Another area of scientific interest was that of PDD or proventricular dilatation disease and the role of avian bornavirus. Previous studies by the group directed by Dr. Michael Liertz in Giessen Germany looked at possible routes of infection of the virus to cause disease. They tried to infect birds using the traditional routes of infection — fecal, oral and nasal — but birds did not develop signs of disease. Other studies presented by Dr. Monica Rinder from Munich showed that putting the virus into the brain did not produce symptoms in canaries. These canaries were found to shed the virus and had lymphoplasmacytic inclusions in the brain — they just did not produce the lesions more commonly seen in the GI tract of canaries. Canaries that had the natural signs of disease with changes in the GI tract also had large numbers of viral particles in the brain. However, those strains of canary bornavirus were used in this study but failed to cause the natural signs of disease.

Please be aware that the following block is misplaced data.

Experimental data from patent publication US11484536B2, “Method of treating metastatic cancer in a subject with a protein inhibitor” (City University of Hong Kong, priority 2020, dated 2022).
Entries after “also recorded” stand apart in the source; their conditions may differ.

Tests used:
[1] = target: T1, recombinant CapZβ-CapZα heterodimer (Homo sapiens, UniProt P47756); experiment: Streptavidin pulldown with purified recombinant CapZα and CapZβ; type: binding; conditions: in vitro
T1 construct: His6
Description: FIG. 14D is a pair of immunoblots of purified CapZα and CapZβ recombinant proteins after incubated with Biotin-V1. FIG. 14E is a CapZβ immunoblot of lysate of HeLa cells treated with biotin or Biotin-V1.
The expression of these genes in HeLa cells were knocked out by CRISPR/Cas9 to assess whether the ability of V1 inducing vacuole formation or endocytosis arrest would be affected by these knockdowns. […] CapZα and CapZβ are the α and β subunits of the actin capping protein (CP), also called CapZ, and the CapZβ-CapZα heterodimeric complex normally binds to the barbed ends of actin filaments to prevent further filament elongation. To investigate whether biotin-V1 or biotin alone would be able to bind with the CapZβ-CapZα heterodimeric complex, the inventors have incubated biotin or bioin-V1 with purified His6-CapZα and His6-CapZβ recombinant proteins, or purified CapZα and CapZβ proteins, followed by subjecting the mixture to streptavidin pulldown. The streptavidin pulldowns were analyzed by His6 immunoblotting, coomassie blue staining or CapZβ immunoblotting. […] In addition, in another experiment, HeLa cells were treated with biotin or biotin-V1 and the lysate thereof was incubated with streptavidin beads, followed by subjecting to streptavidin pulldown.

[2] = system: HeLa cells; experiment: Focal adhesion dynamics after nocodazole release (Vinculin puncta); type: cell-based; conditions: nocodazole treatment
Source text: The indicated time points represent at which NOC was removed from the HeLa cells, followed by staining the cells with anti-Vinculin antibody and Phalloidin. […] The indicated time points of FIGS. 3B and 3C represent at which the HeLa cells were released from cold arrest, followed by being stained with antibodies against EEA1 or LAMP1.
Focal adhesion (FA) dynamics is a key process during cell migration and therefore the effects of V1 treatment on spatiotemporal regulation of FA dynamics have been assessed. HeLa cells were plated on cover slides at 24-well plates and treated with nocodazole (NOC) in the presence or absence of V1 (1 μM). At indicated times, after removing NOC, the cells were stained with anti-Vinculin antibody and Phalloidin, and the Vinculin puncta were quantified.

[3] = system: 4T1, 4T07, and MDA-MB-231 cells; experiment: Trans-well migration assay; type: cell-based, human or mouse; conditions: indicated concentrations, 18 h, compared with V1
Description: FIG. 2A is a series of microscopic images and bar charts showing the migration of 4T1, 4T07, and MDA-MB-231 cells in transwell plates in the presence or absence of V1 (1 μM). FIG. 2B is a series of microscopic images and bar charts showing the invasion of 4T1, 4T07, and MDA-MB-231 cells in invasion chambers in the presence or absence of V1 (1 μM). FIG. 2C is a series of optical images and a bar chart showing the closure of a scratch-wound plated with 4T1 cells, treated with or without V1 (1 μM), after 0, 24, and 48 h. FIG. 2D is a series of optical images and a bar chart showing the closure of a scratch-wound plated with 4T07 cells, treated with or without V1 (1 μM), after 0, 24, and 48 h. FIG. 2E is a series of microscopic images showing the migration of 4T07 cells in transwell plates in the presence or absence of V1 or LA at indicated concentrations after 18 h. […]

The understanding of the relationship of avian bornavirus to the pathogenesis of the disease is not clear. For example, we know that avian bornaviruses are known to produce the symptoms of the disease — the proventicular dilatation — but not all birds with this condition test positive for this virus. Studies in humans have demonstrated that an infection with the intestinal pathogen Campylobacter jejuni may lead to Guillain-Barre Syndrome, a ganglioneuritis very similar to PDD. Antibodies against ganglioside 1 have been demonstrated in humans with Guillain-Barre syndrome, which suggests that this is caused from infection with Campylobacter. Blood samples from parrots in Dr. Rossi’s study from Camerino, Italy, showed that there was a 93% cross reactivity between these parrot samples and that of a lipopolysaccharide from Campylobacter. This suggests that the release of these large molecules may be involved in causing an autoimmune reaction that causes the symptoms of PDD. While avian bornavirus can cause symptoms by causing these lipoproteins to be released in the nervous tissues, other infectious agents, and in this case, Camplyobacter may also do the same.